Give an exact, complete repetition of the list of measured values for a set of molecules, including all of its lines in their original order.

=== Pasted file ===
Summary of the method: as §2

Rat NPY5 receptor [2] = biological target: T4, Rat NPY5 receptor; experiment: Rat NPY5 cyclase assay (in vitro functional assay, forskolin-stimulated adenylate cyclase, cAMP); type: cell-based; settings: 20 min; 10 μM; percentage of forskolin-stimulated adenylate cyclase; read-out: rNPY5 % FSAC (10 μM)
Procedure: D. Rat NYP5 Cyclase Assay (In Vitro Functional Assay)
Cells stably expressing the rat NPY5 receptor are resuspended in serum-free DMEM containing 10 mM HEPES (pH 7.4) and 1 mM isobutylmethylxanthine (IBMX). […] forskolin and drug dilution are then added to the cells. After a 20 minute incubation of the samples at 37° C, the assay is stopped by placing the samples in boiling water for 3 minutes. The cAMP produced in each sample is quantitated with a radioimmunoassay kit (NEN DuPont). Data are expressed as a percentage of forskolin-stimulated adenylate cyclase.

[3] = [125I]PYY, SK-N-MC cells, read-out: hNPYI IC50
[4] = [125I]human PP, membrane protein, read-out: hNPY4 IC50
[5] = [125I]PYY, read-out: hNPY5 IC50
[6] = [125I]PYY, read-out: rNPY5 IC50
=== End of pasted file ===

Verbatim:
Summary of the method: as §2

Rat NPY5 receptor [2] = biological target: T4, Rat NPY5 receptor; experiment: Rat NPY5 cyclase assay (in vitro functional assay, forskolin-stimulated adenylate cyclase, cAMP); type: cell-based; settings: 20 min; 10 μM; percentage of forskolin-stimulated adenylate cyclase; read-out: rNPY5 % FSAC (10 μM)
Procedure: D. Rat NYP5 Cyclase Assay (In Vitro Functional Assay)
Cells stably expressing the rat NPY5 receptor are resuspended in serum-free DMEM containing 10 mM HEPES (pH 7.4) and 1 mM isobutylmethylxanthine (IBMX). […] forskolin and drug dilution are then added to the cells. After a 20 minute incubation of the samples at 37° C, the assay is stopped by placing the samples in boiling water for 3 minutes. The cAMP produced in each sample is quantitated with a radioimmunoassay kit (NEN DuPont). Data are expressed as a percentage of forskolin-stimulated adenylate cyclase.

[3] = [125I]PYY, SK-N-MC cells, read-out: hNPYI IC50
[4] = [125I]human PP, membrane protein, read-out: hNPY4 IC50
[5] = [125I]PYY, read-out: hNPY5 IC50
[6] = [125I]PYY, read-out: rNPY5 IC50